use for accounting the traffic that this rule-set is matching.

       Then, you can check for the amount of traffic that the rules match:

              nfacct get http-traffic

              {  pkts = 00000000000000000156, bytes = 00000000000000151786 } =
              http-traffic;

       You can obtain nfacct(8)  from  http://www.netfilter.org  or,  alterna-
       tively, from the git.netfilter.org repository.

   osf
       The  osf module does passive operating system fingerprinting. This mod-
       ules compares some data (Window Size, MSS,  options  and  their  order,
       TTL, DF, and others) from packets with the SYN bit set.

       [!] --genre string
              Match  an operating system genre by using a passive fingerprint-
              ing.

       --ttl level
              Do additional TTL checks on the packet to determine the  operat-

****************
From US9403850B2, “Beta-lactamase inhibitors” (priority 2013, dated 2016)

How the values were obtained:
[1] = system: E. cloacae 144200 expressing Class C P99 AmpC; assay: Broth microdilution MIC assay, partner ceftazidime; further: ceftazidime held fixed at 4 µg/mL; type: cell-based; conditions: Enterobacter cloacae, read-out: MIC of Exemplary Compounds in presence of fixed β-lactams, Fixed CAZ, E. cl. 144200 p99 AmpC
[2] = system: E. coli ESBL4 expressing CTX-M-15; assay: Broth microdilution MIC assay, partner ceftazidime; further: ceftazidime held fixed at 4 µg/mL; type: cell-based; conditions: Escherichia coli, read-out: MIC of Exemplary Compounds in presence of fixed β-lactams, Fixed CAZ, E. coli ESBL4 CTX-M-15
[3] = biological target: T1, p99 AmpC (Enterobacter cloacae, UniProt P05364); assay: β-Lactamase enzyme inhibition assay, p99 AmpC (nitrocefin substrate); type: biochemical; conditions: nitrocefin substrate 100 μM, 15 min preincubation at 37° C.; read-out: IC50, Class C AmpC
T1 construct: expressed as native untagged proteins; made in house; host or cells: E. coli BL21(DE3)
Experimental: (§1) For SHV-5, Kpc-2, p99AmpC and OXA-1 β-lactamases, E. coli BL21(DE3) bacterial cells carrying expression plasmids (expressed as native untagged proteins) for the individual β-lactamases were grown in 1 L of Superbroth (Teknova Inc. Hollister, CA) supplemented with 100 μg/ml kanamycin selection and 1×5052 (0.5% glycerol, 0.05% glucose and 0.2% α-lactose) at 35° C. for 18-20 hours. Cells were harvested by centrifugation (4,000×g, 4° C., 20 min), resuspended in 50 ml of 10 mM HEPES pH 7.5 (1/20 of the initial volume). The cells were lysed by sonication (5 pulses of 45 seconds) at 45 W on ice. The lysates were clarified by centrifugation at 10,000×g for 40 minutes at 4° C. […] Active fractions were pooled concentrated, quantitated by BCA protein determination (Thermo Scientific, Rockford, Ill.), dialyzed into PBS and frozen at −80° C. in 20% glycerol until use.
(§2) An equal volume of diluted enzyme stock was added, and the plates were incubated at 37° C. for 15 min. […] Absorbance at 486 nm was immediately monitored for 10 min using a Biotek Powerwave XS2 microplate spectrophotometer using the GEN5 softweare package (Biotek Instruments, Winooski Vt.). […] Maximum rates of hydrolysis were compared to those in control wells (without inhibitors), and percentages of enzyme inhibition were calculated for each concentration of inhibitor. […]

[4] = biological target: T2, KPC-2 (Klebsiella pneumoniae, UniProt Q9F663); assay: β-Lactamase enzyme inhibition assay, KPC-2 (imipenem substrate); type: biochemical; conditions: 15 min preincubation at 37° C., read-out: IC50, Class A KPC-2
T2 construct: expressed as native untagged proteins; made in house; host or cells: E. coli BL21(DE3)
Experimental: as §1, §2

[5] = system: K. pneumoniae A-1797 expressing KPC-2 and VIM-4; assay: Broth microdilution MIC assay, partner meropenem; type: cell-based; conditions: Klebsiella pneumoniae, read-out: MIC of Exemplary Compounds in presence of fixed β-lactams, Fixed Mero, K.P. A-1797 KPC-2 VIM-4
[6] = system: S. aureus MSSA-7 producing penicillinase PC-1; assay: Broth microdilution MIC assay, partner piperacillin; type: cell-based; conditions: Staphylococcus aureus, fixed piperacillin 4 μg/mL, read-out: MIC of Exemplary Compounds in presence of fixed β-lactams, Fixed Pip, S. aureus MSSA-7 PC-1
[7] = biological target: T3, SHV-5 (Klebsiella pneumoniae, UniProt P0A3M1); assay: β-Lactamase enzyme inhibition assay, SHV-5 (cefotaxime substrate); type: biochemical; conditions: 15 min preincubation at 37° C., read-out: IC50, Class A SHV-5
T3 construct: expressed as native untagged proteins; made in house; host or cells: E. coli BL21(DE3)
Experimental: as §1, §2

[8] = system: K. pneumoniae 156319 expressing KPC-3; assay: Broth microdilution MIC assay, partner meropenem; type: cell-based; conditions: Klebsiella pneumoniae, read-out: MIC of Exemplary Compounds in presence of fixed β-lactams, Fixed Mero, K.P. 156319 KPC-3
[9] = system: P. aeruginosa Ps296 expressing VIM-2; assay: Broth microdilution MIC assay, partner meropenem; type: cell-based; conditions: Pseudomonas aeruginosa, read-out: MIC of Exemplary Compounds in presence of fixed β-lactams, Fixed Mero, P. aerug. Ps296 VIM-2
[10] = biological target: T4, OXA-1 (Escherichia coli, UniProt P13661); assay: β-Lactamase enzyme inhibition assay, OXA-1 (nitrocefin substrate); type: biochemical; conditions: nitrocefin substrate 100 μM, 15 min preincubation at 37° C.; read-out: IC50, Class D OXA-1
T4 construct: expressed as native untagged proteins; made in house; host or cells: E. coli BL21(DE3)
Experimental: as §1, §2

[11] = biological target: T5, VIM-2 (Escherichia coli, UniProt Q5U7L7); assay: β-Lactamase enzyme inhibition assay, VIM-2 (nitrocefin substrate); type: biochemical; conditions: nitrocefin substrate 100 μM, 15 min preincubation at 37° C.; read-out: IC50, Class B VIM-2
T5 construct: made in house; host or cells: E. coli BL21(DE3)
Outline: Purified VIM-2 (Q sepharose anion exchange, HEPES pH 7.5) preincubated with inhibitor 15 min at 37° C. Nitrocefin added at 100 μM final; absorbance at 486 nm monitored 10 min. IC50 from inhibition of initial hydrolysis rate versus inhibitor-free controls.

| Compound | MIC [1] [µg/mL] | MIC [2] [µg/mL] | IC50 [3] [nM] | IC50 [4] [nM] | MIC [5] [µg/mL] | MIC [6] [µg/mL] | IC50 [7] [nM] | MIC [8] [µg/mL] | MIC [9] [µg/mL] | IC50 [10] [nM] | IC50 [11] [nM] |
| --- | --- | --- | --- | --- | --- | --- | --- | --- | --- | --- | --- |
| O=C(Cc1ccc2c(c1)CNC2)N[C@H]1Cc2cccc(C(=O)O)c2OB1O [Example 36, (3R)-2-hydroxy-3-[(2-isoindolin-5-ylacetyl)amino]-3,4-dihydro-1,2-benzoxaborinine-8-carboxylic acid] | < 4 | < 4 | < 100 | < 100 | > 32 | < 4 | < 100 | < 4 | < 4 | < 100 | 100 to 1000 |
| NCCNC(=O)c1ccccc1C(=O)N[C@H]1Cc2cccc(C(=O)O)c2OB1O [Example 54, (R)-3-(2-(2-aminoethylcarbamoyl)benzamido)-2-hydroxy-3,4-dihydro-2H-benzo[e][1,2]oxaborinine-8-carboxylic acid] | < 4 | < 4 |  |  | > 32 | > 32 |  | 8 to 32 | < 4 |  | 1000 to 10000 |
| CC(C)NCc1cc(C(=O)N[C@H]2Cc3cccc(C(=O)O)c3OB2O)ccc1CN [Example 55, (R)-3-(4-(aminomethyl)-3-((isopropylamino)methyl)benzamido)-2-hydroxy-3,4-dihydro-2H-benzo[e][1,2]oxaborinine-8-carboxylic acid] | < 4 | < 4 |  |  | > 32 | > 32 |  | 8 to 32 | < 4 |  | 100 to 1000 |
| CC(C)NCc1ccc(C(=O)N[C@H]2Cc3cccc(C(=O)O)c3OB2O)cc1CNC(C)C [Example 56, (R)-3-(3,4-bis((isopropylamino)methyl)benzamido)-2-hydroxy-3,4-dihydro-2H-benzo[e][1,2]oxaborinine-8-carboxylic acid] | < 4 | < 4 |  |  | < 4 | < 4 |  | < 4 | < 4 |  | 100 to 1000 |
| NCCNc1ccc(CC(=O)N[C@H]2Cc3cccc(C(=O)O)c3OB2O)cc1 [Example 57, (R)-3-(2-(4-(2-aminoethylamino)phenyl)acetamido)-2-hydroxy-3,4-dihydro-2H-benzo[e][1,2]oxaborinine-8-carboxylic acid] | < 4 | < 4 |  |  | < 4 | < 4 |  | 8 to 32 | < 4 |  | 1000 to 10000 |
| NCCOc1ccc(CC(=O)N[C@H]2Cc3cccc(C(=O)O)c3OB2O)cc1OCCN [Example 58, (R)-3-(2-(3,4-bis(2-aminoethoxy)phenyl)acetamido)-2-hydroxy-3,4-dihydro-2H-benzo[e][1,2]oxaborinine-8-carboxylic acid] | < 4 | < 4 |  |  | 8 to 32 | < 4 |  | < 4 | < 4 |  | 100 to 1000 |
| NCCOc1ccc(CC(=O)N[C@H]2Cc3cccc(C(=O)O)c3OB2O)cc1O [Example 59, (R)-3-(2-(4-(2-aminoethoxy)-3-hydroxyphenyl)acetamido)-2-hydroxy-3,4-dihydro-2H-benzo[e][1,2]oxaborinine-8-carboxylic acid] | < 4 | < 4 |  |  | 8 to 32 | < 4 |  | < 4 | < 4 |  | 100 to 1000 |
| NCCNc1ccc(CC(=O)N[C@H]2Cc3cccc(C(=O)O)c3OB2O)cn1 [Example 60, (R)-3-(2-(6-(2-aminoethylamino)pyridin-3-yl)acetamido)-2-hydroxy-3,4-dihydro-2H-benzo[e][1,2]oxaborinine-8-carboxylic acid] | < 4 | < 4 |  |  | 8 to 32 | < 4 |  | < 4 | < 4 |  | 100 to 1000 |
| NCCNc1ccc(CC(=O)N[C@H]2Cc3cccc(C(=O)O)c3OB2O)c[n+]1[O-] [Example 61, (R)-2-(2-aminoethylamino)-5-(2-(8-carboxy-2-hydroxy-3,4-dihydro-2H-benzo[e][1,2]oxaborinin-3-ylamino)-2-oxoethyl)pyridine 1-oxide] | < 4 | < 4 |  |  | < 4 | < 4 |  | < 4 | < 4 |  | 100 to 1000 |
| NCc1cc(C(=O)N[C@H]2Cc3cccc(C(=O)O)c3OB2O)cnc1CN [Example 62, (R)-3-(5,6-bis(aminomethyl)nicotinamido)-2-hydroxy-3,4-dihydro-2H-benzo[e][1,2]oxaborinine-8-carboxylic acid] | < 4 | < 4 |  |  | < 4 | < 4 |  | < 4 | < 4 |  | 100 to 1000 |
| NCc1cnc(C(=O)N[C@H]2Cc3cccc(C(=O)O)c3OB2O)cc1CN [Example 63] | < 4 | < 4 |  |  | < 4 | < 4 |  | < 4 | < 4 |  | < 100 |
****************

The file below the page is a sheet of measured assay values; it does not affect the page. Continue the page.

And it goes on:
ing system.  level can be one of the following values:

       o   0  - True IP address and fingerprint TTL comparison. This generally
           works for LANs.

       o   1 - Check if the IP header's TTL is less than the fingerprint  one.
           Works for globally-routable addresses.

       o   2 - Do not compare the TTL at all.

       --log level
           Log  determined  genres  into  dmesg  even if they do not match the
           desired one.  level can be one of the following values:

       o   0 - Log all matched or unknown signatures

       o   1 - Log only the first one

       o   2 - Log all known matched signatures

       You may find something like this in syslog:

       Windows [2000:SP3:Windows XP Pro SP1, 2000  SP3]:  11.22.33.55:4024  ->
       11.22.33.44:139  hops=3  Linux [2.5-2.6:] : 1.2.3.4:42624 -> 1.2.3.5:22
       hops=4

       OS fingerprints are loadable using the nfnl_osf program. To  load  fin-
       gerprints from a file, use:

       nfnl_osf -f /usr/share/xtables/pf.os

       To remove them again,

       [!] --uid-owner username

       [!] --uid-owner userid[-userid]
              Matches if the packet socket's file structure (if it has one) is